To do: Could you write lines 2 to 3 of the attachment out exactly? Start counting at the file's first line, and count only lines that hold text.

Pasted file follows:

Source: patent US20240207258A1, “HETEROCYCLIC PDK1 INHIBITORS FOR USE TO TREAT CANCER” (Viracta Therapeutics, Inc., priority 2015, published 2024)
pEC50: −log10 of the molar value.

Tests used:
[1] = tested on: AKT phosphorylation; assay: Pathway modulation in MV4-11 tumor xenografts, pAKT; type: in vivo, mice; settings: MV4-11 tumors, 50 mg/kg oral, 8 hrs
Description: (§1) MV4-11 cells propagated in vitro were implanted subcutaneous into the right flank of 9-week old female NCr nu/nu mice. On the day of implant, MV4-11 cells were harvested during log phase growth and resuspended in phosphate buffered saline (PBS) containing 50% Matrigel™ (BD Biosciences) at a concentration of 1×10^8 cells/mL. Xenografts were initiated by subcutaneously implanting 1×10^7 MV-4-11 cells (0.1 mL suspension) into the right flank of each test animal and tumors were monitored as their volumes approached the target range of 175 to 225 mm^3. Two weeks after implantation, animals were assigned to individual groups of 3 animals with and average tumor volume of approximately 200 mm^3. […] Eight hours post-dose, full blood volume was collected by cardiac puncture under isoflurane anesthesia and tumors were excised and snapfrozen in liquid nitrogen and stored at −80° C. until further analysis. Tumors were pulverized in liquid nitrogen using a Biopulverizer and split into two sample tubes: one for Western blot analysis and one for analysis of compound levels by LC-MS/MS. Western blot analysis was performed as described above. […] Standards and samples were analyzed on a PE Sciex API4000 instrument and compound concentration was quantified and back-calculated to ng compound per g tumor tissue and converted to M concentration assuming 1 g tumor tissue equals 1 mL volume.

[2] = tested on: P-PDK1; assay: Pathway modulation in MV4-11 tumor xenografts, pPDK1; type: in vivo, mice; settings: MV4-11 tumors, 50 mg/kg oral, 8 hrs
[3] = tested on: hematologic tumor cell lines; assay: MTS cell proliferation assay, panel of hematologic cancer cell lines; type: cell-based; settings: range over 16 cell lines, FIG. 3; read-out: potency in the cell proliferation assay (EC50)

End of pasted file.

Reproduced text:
pEC50: −log10 of the molar value.

Tests used: